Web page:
The escalating battle between AT&T and smaller rival T-Mobile US got personal Monday night when AT&T kicked T-Mobile’s outspoken chief executive, John Legere, out of its party at the Consumer Electronics Show, according to

The relationship between the two companies, which tried to merge in 2011, has become increasingly testy as they compete for each other’s customers. AT&T, the second-largest U.S. mobile service provider, said last week that it would pay T-Mobile customers to switch.

According to a report, Legere was escorted out of the Las Vegas event by security guards about 15 minutes after Cnet reporter Roger Cheng posted a picture of himself and Legere and tweeted that the executive had crashed AT&T’s party wearing his trademark pink T-Mobile T-shirt.

Around the same time that Legere was being escorted out, AT&T’s mobility chief, Ralph de la Vega, was announcing that his company had won a deal to provide wireless connections to Audi vehicles, beating out T-Mobile US, the No. 4 U.S. carrier, Cnet reported.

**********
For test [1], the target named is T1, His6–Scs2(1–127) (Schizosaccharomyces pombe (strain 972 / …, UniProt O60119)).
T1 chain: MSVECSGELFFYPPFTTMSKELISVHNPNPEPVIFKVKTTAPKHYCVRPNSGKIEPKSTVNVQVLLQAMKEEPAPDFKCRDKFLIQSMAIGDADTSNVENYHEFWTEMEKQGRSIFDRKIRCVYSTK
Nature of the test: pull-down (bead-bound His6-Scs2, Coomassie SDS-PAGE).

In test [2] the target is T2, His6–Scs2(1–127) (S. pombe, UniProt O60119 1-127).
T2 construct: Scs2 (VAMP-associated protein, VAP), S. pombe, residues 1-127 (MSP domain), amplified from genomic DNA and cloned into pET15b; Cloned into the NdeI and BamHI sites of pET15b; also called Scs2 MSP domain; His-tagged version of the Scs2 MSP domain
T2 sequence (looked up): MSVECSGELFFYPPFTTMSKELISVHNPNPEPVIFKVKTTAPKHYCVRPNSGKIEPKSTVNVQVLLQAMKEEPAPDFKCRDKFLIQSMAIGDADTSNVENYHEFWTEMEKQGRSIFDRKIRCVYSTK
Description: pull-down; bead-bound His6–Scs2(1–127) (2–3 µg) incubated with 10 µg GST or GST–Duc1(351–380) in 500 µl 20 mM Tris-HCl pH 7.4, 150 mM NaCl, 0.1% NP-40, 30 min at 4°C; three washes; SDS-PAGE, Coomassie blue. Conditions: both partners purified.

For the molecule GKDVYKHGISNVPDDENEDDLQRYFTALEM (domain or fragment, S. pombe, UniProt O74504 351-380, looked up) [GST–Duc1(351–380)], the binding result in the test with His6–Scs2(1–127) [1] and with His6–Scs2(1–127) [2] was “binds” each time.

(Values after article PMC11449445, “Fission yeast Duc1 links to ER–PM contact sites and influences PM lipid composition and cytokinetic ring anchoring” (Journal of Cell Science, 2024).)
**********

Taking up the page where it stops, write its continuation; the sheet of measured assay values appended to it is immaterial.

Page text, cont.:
According to Cnet, a tech news and review site, Legere went to the party to see a performance by the rapper Macklemore, whose agent gave the executive and his entourage a pass for the party.

AT&T and T-Mobile did not respond to requests for comment, but Legere retweeted multiple postings about the incident, including Cheng’s tweet that Legere was kicked out.

For most of last year, T-Mobile marketing was aimed directly at AT&T. AT&T is most vulnerable to competition from T-Mobile because the companies have the same network technology, which makes it easy for consumers to switch between their services without buying new phones.

On Friday, AT&T offered T-Mobile customers a $200 credit if they switch to AT&T. Legere responded in a tweet directed at AT&T’s chief executive, Randall Stephenson, asking, “Do you really think you can buy them back?”

Legere has been tweeting heavily to build up anticipation about his company’s next competitive move, which was expected to be announced at a CES news conference Wednesday.